donde comprar nike air max de imitacion Why do we care so much about Tiger Woods’ return at the Hero World Challenge
So, really, why do we care about Tiger?play
Tiger responds to Thomas smack talk (0:52)As Tiger Woods is set to make his comeback to professional golf, he responds with a little smack talk of his own to his playing partner Justin Thomas. (0:52)FacebookTwitterFacebook MessengerPinterestEmailprintcommentNASSAU, Bahamas He is about to turn 42 and has been playing high level tournament golf for more than 30 years. He’s hit thousands upon thousands of golf balls, and though he competes in a noncontact sport, even Tiger Woods concedes that “there are certain areas of my body that are just worn out.”
And so it is for some that there is fatigue when it comes to yet another comeback, the latest return being last week at the Hero World Challenge.
It was there a year ago at Albany Golf Club that a similar return unfolded, only to be derailed just a few months later with Woods withdrawing from a tournament in the Middle East. A fourth back surgery ensued, and here we are again.
Last year’s tournament produced television ratings on Golf Channel that were 190 percent higher than the previous year’s first round. It was the most watched opening round of any tournament on the network since The Open. Similar gains were reported on NBC over that weekend, even though Woods drifted out of contention.
And fans were breathless when Woods who had spinal fusion surgery in April and could not take full swings for six months posted a video in October and November of himself hitting full shots, his return going better than expected.
The reality is, however, stark: More than two years have passed since Woods posted a top 10, more than four years since he celebrated his last victory and going on 10 years since he last held up a major championship trophy.
In the meantime, a talented, eager and younger group of players has emerged. Jordan Spieth has won three majors since the first of Woods’ back surgeries and Rory McIlroy two (and four overall). Justin Thomas won six times in 2017 including a major championship. Open and is a solid No. 1 in the world (and the only player who has won more times than Woods since 2009). Open, and even Woods’ old nemesis Sergio Garcia who is four years younger won the Masters.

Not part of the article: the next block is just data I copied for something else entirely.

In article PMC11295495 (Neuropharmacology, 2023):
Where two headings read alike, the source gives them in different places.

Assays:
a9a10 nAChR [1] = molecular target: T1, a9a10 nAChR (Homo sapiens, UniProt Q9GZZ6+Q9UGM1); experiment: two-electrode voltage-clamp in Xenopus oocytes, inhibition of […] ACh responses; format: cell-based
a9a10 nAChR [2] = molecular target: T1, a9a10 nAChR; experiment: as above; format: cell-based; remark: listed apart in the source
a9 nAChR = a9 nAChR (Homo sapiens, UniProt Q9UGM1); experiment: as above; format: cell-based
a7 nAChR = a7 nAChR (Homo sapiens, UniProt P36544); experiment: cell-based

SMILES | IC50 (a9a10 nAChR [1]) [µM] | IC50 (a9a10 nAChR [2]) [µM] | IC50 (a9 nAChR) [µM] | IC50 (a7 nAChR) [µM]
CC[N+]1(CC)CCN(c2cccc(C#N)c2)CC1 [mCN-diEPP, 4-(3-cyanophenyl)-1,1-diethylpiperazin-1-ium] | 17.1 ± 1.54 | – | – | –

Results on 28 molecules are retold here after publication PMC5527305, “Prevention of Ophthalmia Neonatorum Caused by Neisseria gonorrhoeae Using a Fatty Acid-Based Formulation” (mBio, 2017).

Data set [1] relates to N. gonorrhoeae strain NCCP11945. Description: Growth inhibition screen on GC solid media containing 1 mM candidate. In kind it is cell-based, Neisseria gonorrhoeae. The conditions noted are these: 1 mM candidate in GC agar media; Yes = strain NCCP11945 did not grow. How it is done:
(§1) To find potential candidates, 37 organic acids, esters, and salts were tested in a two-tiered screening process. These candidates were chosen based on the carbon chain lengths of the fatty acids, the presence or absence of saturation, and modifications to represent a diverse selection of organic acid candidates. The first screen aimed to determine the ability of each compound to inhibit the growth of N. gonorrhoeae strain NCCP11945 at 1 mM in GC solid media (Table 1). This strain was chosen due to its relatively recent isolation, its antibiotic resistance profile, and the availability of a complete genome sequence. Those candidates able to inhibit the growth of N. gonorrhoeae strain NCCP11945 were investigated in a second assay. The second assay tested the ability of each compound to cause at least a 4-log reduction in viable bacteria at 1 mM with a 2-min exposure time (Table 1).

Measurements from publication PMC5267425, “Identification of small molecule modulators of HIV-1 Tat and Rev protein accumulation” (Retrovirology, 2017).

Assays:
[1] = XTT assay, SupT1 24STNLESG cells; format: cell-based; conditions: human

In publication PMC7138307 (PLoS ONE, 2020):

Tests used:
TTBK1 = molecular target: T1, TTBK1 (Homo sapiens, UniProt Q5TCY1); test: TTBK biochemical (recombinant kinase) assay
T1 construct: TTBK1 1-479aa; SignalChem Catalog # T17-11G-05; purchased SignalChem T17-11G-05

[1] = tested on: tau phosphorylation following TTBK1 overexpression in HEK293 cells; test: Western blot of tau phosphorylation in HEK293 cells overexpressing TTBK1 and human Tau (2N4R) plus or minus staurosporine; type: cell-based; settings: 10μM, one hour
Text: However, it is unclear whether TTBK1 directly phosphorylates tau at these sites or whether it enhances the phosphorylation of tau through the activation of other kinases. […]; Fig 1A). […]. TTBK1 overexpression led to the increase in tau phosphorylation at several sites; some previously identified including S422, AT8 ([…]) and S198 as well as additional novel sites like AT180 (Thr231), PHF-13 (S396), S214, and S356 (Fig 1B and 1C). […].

Editor’s PicksDifferent vibe in Tiger’s latest comebackThe full accounting of Tiger’s appearance this week at the Hero World Challenge shouldn’t be made until well into the future, but there are already hints that this return is unlike the others.
Tiger: ‘Loving life’ after DUI, dealing with painTiger Woods, attempting another comeback at the Hero World Challenge this week, said Tuesday he was “trying to go away from the pain” at the time of his DUI arrest in May, when he was found asleep at the wheel of his car.
Tiger hype understandable, but not sustainableUntil Tiger Woods can recalibrate his expectations and the same goes for us fans don’t expect anything to change this week at the Hero World Challenge.
Why do we care about Tiger?
“It’s just to see him,” said Sean Foley, one of Woods’ former instructors. “Why do so many people go watch Jack Nicklaus and Gary Player hit one ball off the tee at Augusta? I do it every year. I’ve done it like eight times. It’s just because it’s a part of history and so incredible to see.”
Woods is less likely to make history these days, his recent career having been a tattered mess of injuries, withdrawals,
chip yips, stage fright and comebacks dating to his first back surgery in 2014.
Since then, Woods has played just 19 worldwide tournaments. He’s had a single top 10. The last time he played a competitive round, it was a 77 with no birdies in Dubai, almost 10 months ago to the day.
And yet, when Woods is healthy, it is still a sight to behold, a sound to be heard, when he strikes a golf ball.
Why do we care about Tiger?
“It’s the same reason that when Michael Jordan came back to play basketball,” said Thomas, who will play with Woods in competition for the first time during the Hero. “When you’re one of the greatest of all time to play your sport and just do things that people can’t and haven’t done before and you just have such a huge fan base.
“It’s funny, I’m sitting here talking about it. This event wouldn’t be here if it wasn’t for him. If he hadn’t done everything he’s done, we wouldn’t have the sponsors we have. We wouldn’t be playing for the amount of money that we’re playing for if it wasn’t for him.
“Nobody moves the needle like him, even now.”
Woods might have endured years of lackluster golf, but his name still packs a powerful punch. He remains among the top endorsers in the game, representing the likes of Nike, TaylorMade, Bridgestone, Hero, Rolex, Monster Energy and Kowa, and his golf course design business is beginning to get traction, with several courses in the works.
Even without playing, Woods ranked fourth on Golf Digest’s annual list of the top paid players in the game, with more than $36 million in off the course earnings, according to the magazine. He trailed only Spieth, the late Arnold Palmer and Phil Mickelson. He was ranked third a year ago and topped the list for years.
It’s been more than two years since Tiger Woods has posted a top 10, more than four years since he celebrated his last victory and going on 10 years since he last held up a major championship trophy. But his fans are still as loyal as ever. Kyle Terada USA TODAY SportsWhy do we care about Tiger?